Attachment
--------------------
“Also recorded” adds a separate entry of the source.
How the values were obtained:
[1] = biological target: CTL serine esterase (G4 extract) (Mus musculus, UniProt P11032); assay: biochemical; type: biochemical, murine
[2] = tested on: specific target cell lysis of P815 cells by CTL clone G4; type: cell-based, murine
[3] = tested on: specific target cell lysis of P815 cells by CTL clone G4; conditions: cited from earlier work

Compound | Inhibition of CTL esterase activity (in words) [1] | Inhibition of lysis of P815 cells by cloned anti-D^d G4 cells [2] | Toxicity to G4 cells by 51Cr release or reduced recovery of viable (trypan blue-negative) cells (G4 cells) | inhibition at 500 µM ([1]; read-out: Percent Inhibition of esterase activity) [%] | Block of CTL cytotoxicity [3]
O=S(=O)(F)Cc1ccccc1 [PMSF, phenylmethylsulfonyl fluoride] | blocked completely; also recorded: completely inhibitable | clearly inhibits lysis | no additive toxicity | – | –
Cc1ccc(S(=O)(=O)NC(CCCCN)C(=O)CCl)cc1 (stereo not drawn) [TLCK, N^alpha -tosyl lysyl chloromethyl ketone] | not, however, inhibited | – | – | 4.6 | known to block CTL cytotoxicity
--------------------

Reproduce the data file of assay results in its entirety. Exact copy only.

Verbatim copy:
“Also recorded” adds a separate entry of the source.
How the values were obtained:
[1] = biological target: CTL serine esterase (G4 extract) (Mus musculus, UniProt P11032); assay: biochemical; type: biochemical, murine
[2] = tested on: specific target cell lysis of P815 cells by CTL clone G4; type: cell-based, murine
[3] = tested on: specific target cell lysis of P815 cells by CTL clone G4; conditions: cited from earlier work

Compound | Inhibition of CTL esterase activity (in words) [1] | Inhibition of lysis of P815 cells by cloned anti-D^d G4 cells [2] | Toxicity to G4 cells by 51Cr release or reduced recovery of viable (trypan blue-negative) cells (G4 cells) | inhibition at 500 µM ([1]; read-out: Percent Inhibition of esterase activity) [%] | Block of CTL cytotoxicity [3]
O=S(=O)(F)Cc1ccccc1 [PMSF, phenylmethylsulfonyl fluoride] | blocked completely; also recorded: completely inhibitable | clearly inhibits lysis | no additive toxicity | – | –
Cc1ccc(S(=O)(=O)NC(CCCCN)C(=O)CCl)cc1 (stereo not drawn) [TLCK, N^alpha -tosyl lysyl chloromethyl ketone] | not, however, inhibited | – | – | 4.6 | known to block CTL cytotoxicity